English cow creamers were a popular feature of the Georgian home.
Their popularity began in the mid 18th C and lasted to about 1830. They were again popular in Victorian times, but by then, they were mass produced with a very basic form.
This cow creamer was individually potted and probably made in Yorkshire or the northern part of England. These cow creamers all featured a curled tail that acted as the pouring handle, an open and often smiling mouth for the cream to pour from and sometimes a milkmaid milking the cow. There is usually a small lid covering a hole where the milk or cream was poured into the cow.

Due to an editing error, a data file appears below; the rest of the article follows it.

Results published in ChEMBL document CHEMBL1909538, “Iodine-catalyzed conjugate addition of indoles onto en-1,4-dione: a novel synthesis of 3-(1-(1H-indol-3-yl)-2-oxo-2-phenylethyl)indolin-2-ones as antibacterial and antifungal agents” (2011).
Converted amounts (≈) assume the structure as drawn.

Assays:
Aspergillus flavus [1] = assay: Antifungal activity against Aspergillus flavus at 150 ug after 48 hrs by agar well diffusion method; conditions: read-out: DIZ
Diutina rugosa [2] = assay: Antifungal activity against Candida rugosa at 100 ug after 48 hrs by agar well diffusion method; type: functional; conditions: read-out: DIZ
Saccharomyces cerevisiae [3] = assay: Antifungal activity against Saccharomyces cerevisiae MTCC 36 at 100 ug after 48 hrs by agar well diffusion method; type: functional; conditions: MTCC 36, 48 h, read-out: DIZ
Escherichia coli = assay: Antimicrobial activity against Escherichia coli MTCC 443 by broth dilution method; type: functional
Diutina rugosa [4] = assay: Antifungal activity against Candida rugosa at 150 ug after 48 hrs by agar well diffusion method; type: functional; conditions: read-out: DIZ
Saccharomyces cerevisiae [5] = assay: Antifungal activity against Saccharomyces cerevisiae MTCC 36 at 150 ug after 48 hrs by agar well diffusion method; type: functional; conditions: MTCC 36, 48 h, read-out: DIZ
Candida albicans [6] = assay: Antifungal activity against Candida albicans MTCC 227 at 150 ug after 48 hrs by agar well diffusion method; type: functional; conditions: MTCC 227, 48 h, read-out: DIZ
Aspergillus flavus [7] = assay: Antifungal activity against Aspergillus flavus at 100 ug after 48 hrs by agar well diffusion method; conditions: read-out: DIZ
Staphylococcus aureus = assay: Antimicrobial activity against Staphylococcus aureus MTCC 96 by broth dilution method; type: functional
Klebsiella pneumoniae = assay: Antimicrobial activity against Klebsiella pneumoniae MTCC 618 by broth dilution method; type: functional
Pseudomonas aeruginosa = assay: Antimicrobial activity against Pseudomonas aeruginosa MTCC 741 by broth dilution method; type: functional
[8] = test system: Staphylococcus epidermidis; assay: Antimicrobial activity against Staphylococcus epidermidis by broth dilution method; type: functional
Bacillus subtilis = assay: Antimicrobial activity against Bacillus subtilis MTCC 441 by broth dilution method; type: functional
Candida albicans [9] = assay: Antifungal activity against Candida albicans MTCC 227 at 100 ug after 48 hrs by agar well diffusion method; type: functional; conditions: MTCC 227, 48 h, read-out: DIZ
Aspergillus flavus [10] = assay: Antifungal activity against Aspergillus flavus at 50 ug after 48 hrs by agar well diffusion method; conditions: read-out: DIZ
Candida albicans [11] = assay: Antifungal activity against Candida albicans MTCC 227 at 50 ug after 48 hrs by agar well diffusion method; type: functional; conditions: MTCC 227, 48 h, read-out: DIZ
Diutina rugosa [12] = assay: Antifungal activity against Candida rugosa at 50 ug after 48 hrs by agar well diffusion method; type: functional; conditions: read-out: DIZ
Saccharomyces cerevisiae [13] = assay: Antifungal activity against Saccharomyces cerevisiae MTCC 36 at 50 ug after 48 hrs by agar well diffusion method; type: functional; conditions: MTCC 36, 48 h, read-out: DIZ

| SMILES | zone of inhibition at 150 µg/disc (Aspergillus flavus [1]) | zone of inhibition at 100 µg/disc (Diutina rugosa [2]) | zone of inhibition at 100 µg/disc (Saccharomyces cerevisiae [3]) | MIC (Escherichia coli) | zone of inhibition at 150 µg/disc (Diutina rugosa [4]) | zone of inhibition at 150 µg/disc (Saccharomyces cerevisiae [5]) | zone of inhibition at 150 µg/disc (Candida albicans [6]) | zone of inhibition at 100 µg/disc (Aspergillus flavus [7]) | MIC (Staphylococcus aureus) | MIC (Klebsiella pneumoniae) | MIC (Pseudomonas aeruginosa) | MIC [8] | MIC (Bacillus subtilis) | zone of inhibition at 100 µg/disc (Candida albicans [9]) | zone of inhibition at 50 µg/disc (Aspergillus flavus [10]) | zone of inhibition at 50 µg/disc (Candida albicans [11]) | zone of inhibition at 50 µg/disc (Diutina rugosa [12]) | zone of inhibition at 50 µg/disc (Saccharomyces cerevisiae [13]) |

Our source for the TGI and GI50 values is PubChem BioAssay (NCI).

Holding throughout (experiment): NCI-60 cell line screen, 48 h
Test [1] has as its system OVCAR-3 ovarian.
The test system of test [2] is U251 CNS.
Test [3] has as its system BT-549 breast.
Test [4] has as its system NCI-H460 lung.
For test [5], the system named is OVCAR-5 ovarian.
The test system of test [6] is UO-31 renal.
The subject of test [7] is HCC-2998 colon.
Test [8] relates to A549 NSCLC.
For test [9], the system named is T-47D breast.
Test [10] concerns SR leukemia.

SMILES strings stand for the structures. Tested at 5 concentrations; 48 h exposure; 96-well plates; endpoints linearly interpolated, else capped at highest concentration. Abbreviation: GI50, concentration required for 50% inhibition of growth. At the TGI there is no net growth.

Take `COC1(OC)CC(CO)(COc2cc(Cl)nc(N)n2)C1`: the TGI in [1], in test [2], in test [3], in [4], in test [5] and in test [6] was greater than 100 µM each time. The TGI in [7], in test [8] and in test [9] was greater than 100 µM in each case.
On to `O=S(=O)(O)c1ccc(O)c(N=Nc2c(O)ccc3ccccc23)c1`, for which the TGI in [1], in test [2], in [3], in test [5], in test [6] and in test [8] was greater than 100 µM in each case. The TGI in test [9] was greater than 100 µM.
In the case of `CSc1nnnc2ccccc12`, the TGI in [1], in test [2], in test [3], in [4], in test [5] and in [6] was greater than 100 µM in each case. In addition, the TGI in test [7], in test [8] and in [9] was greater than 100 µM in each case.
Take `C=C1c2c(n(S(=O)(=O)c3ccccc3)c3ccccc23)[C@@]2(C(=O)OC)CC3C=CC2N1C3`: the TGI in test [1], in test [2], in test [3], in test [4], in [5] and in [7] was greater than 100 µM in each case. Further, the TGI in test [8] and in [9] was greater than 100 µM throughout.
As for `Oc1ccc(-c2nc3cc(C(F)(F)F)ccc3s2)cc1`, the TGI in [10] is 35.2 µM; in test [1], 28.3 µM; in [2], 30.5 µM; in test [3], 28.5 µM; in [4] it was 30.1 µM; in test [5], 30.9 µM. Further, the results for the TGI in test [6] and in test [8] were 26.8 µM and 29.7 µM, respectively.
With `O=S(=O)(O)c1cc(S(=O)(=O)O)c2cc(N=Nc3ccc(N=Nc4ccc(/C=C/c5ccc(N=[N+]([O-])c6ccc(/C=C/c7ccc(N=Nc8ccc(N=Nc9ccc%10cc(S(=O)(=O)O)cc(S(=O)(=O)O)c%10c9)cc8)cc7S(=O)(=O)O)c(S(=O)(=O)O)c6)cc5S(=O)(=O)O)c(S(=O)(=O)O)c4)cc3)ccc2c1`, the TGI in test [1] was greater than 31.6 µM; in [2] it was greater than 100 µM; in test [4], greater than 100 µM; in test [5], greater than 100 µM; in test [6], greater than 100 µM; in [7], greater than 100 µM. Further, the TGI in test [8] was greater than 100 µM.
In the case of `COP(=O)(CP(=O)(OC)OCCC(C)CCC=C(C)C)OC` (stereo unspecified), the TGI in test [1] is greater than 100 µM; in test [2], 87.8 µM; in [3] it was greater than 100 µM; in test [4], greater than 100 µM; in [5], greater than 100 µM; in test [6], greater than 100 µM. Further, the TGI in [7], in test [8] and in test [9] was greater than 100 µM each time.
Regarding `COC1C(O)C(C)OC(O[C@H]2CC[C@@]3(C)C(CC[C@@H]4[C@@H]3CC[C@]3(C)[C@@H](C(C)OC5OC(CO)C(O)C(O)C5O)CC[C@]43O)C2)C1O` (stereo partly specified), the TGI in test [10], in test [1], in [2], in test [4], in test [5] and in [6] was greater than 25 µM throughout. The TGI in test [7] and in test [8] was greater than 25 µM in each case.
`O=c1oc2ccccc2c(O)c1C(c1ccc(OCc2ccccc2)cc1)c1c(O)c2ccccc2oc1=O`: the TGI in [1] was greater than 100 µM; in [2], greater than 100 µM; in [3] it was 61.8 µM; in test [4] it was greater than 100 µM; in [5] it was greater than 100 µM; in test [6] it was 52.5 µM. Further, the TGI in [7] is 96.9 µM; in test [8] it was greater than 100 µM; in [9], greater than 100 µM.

The present creamer still has its original lid that was often lost over time. This naive example has sponged decoration in brown and black and a very crudely finished milkmaid. It would seem that the horns could be an old repair but that is common with 200 year old pieces of pottery.
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